2 Corinthians 2 J.B. Phillips New Testament (PHILLIPS)
2 1-4 And I made up my mind that I would not pay you another painful visit. For what point is there in my depressing the very people who can give me such joy? The real purpose of my previous letter was in fact to save myself from being saddened by those whom I might reasonably expect to bring me joy. I have such confidence in you that my joy depends on all of you! I wrote to you in deep distress and out of a most unhappy heart (I don’t mind telling you I shed tears over that letter), not, believe me, to cause you pain but to show you how deep is my care for your welfare.
A word of explanation
5-11 There was a reason for my stern words; this is my advice now. If the behaviour of a certain person has caused distress, it does not mean so much that he has injured me, but that to some extent (I do not wish to exaggerate), he has injured all of you. But now I think that the punishment you have inflicted on him has been sufficient. Now is the time to offer him forgiveness and comfort, for it is possible for a man in his position to be completely overwhelmed by remorse. I ask you to show him plainly now that you love him. My previous letter was something of a test—I wanted to make sure that you would follow my orders implicitly. If you will forgive a certain person, rest assured that I forgive him too. Insofar as I had anything personally to forgive, I do forgive him, as before Christ. We don’t want Satan to win any victory here, and well we know his methods!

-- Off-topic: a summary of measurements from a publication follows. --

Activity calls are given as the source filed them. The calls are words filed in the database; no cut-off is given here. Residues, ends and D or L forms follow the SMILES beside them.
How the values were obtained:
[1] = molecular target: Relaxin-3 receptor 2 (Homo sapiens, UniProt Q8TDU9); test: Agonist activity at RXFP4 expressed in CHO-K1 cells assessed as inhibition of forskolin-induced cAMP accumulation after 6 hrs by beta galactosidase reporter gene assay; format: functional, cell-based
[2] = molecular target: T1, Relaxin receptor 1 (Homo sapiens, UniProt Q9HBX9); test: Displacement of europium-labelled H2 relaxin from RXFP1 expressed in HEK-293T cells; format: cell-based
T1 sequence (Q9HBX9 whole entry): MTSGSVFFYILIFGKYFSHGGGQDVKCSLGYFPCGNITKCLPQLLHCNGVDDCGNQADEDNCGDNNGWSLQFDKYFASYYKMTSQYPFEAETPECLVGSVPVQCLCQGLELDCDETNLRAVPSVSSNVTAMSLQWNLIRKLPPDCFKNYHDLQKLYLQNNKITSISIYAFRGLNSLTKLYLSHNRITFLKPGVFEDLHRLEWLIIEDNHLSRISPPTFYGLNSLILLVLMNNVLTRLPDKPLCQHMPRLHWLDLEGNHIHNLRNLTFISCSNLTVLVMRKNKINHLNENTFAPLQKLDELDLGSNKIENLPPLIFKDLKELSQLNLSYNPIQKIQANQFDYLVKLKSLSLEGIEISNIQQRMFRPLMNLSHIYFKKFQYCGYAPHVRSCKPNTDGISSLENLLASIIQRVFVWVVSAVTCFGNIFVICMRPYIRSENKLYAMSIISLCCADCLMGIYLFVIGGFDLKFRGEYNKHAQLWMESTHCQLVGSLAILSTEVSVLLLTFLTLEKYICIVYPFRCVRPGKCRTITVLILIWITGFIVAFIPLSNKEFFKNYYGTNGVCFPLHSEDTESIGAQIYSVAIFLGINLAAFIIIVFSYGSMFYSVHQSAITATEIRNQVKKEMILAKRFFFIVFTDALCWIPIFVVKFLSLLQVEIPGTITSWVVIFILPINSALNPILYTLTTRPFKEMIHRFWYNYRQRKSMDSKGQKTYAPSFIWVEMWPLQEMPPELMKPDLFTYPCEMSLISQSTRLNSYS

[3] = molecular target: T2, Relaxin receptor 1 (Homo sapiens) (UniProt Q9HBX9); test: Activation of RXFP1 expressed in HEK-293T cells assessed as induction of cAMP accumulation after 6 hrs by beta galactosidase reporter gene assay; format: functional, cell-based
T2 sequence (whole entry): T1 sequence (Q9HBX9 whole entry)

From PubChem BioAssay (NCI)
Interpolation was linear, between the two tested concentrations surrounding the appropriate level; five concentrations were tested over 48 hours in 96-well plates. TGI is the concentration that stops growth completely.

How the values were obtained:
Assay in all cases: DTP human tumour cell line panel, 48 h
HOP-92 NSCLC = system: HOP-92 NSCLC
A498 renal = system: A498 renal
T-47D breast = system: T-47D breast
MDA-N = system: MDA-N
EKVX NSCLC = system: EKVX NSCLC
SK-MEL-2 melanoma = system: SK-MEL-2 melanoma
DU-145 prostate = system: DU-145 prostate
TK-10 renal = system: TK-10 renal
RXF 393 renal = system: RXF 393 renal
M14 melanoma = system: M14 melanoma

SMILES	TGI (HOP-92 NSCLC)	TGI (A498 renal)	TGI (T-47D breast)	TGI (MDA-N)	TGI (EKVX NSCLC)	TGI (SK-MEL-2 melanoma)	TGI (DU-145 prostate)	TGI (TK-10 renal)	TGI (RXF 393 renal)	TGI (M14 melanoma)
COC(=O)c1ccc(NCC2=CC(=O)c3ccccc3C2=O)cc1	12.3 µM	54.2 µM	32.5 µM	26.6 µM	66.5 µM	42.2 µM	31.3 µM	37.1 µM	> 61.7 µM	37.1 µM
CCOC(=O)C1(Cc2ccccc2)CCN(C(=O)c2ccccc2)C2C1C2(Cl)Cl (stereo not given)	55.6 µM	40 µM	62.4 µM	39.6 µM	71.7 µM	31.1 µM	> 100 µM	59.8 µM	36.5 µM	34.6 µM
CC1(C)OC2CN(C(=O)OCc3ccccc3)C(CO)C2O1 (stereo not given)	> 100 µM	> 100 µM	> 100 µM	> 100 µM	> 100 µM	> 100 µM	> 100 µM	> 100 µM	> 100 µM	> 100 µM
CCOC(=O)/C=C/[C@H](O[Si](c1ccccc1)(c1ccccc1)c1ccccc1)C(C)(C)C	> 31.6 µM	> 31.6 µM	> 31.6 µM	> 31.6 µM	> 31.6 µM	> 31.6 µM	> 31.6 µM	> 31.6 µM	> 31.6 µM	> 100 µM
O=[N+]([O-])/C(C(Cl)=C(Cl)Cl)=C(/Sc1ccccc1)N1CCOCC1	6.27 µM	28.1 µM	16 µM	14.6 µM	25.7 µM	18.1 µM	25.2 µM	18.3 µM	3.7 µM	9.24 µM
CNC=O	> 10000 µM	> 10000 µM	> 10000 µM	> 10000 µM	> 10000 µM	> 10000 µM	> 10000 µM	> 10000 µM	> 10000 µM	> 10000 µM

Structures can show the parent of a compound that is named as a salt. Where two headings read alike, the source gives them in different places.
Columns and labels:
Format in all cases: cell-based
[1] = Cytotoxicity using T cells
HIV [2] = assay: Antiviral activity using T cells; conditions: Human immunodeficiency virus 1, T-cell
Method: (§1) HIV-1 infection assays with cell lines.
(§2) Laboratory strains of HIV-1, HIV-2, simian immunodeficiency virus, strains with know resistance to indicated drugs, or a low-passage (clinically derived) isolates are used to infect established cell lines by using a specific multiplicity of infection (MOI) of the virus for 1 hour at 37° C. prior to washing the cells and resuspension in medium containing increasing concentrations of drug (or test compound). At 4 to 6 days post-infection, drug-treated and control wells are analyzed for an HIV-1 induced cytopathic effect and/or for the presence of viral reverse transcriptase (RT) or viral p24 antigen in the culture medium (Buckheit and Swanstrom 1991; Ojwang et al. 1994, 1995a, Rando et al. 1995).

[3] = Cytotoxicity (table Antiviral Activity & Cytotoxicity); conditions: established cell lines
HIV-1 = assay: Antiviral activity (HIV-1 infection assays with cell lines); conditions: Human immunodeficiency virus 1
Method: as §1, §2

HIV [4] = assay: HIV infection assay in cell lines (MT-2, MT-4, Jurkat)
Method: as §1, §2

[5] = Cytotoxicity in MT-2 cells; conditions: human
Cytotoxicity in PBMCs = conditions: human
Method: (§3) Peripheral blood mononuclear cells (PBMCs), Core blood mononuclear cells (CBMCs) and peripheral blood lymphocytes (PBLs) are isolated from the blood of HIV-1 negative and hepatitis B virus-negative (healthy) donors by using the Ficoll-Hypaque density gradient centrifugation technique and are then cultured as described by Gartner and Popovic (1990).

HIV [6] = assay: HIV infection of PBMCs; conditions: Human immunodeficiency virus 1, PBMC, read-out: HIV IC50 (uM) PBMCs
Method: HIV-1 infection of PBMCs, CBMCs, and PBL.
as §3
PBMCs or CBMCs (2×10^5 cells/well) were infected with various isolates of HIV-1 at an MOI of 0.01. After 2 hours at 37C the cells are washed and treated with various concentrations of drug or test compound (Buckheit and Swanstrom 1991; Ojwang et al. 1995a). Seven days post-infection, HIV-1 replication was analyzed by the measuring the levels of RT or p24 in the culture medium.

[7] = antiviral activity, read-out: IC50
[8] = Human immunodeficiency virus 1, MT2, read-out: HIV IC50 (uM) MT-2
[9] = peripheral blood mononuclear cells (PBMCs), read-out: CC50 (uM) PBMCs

And a further confidence
12-13 Well, when I came to Troas to preach the Gospel of Christ, although there was an obvious God-given opportunity, I must confess I was on edge the whole time because there was no sign of brother Titus. So I said good-bye and went from there to Macedonia.
14-16a Thanks be to God who leads us, wherever we are, on his own triumphant way and makes our knowledge of him spread throughout the world like a lovely perfume! We Christians have the unmistakeable “scent” of Christ, discernible alike to those who are being saved and to those who are heading for death. To the latter it seems like the very smell of doom, to the former it has the fresh fragrance of life itself.
16b-17 Who could think himself adequate for a responsibility like this? Only the man who refuses to join that large class which trafficks in the Word of God—the man who speaks, as we do, in the name of God, under the eyes of God, as Christ’s chosen minister.